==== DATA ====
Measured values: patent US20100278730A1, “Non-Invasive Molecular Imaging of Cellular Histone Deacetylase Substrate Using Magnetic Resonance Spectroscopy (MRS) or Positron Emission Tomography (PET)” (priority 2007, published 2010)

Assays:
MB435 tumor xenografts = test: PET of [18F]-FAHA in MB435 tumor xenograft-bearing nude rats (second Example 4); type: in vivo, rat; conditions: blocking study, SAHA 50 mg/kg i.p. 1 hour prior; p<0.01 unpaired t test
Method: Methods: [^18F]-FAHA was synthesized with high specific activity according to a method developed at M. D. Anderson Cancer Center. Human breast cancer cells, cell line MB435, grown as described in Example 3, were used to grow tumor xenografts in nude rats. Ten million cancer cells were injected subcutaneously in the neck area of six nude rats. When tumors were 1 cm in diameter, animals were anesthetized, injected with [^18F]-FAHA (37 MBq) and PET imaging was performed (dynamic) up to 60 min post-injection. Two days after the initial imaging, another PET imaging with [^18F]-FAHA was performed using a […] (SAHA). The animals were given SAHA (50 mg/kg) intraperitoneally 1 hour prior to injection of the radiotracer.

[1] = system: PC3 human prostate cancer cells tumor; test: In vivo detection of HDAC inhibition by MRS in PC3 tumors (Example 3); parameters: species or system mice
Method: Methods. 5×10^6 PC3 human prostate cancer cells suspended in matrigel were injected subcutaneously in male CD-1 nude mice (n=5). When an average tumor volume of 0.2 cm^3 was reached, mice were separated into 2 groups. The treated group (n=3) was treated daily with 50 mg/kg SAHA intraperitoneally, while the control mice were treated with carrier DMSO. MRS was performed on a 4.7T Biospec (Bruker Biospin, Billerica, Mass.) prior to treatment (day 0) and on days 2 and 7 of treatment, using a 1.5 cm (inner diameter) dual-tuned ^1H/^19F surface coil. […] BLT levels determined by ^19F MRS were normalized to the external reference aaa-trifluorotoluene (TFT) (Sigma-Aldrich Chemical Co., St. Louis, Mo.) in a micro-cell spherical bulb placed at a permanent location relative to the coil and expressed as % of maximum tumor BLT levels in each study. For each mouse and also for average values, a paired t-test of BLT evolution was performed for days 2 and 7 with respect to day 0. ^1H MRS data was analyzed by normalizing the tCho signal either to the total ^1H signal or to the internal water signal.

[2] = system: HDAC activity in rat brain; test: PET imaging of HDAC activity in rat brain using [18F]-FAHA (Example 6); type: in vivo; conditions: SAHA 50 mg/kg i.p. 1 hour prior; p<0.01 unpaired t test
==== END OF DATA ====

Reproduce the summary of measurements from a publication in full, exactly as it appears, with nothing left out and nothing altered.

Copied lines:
Measured values: patent US20100278730A1, “Non-Invasive Molecular Imaging of Cellular Histone Deacetylase Substrate Using Magnetic Resonance Spectroscopy (MRS) or Positron Emission Tomography (PET)” (priority 2007, published 2010)

Assays:
MB435 tumor xenografts = test: PET of [18F]-FAHA in MB435 tumor xenograft-bearing nude rats (second Example 4); type: in vivo, rat; conditions: blocking study, SAHA 50 mg/kg i.p. 1 hour prior; p<0.01 unpaired t test
Method: Methods: [^18F]-FAHA was synthesized with high specific activity according to a method developed at M. D. Anderson Cancer Center. Human breast cancer cells, cell line MB435, grown as described in Example 3, were used to grow tumor xenografts in nude rats. Ten million cancer cells were injected subcutaneously in the neck area of six nude rats. When tumors were 1 cm in diameter, animals were anesthetized, injected with [^18F]-FAHA (37 MBq) and PET imaging was performed (dynamic) up to 60 min post-injection. Two days after the initial imaging, another PET imaging with [^18F]-FAHA was performed using a […] (SAHA). The animals were given SAHA (50 mg/kg) intraperitoneally 1 hour prior to injection of the radiotracer.

[1] = system: PC3 human prostate cancer cells tumor; test: In vivo detection of HDAC inhibition by MRS in PC3 tumors (Example 3); parameters: species or system mice
Method: Methods. 5×10^6 PC3 human prostate cancer cells suspended in matrigel were injected subcutaneously in male CD-1 nude mice (n=5). When an average tumor volume of 0.2 cm^3 was reached, mice were separated into 2 groups. The treated group (n=3) was treated daily with 50 mg/kg SAHA intraperitoneally, while the control mice were treated with carrier DMSO. MRS was performed on a 4.7T Biospec (Bruker Biospin, Billerica, Mass.) prior to treatment (day 0) and on days 2 and 7 of treatment, using a 1.5 cm (inner diameter) dual-tuned ^1H/^19F surface coil. […] BLT levels determined by ^19F MRS were normalized to the external reference aaa-trifluorotoluene (TFT) (Sigma-Aldrich Chemical Co., St. Louis, Mo.) in a micro-cell spherical bulb placed at a permanent location relative to the coil and expressed as % of maximum tumor BLT levels in each study. For each mouse and also for average values, a paired t-test of BLT evolution was performed for days 2 and 7 with respect to day 0. ^1H MRS data was analyzed by normalizing the tCho signal either to the total ^1H signal or to the internal water signal.

[2] = system: HDAC activity in rat brain; test: PET imaging of HDAC activity in rat brain using [18F]-FAHA (Example 6); type: in vivo; conditions: SAHA 50 mg/kg i.p. 1 hour prior; p<0.01 unpaired t test